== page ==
Underlying Assumptions of Pension Obligation Bonds

Pension funding can skew in the wrong direction if there is an imbalance between returns and expenditures. When managing assets and liabilities long-term, it is best to be cautiously optimistic about expectations. The best practice is to set levels of anticipation that err on the side of caution on both sides of the coin.

The wide spectrum of complex actuarial calculations is based on detailed data, both historical and current. The same is true for a municipality’s anticipated rate of return on investments. Actuarial accrued liability, a concrete monetary amount subject to annual re-calculation, is based on a number of assumptions. The following is a list of four such primary assumptions.

Regarding Projected Assets:

Investment Rate of Return – a rate of 7.75% (net of expenses) is common. For public sector plans, this is well within the range utilized by plan sponsors. The key issue would be to review your investment policy statement (“IPS”) to determine if that is consistent with this assumption. If not, you will want to either adjust your asset allocation to meet this 7.75% target or reduce the assumed rate of return to match the IPS.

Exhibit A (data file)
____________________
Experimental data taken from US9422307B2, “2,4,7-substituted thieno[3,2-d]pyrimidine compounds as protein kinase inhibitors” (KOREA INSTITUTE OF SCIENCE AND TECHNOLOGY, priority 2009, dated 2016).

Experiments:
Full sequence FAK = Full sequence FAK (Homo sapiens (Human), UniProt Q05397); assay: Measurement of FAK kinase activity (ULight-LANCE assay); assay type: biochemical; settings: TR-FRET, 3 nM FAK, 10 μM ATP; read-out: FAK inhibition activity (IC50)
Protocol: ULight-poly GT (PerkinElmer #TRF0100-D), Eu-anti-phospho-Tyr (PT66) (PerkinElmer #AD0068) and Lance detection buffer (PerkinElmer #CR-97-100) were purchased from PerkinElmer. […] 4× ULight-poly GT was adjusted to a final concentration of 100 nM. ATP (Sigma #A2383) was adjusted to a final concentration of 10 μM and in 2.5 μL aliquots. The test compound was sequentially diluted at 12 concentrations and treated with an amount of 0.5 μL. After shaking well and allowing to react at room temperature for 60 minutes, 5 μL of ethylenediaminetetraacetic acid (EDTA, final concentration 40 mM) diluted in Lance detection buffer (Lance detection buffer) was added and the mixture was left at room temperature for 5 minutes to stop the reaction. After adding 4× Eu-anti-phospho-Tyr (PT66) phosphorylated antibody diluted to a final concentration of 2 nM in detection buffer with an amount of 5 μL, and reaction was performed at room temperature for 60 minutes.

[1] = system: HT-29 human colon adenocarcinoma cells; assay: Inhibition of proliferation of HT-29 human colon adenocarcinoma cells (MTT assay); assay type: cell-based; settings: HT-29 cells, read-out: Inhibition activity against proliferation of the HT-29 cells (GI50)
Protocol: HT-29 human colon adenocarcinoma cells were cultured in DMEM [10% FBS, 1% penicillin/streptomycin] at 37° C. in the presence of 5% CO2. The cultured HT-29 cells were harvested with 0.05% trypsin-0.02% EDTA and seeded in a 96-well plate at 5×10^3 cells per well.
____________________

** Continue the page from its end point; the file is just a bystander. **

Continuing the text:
Regarding Projected Liabilities:

Mortality Table – A variety of published mortality tables exist, but for a municipal plan, we’d normally suggest the RP-2000 Mortality Table – projected 17 years by Schedule AA.

Disability Rates – In a poor economy, plan sponsors have seen significant increases in disability claims. Given the benefit structure and longer payout period, this can cause substantial plan losses. You will want to aggressively monitor disability retirees to ensure that they meet the plan requirements.

Salary increases – 3.5% per year is a cautious assumption. As of 2013, the national average salary increase is hovering at around 3%, and that figure accounts for both the private and public sector. Statistics from recent (post-recession) years are revealing stagnation in the private sector, as opposed to a trend toward steadily increasing benefits for public sector employees. Given the final average pay nature of the pension plan, salary increases beyond expected will cause actuarial losses. The 3.5% figure includes both cost-of-living, merit, step and other increases. As such, when negotiating contracts, you will want to measure the long-term pension impact as well as the short-term annual cash costs.

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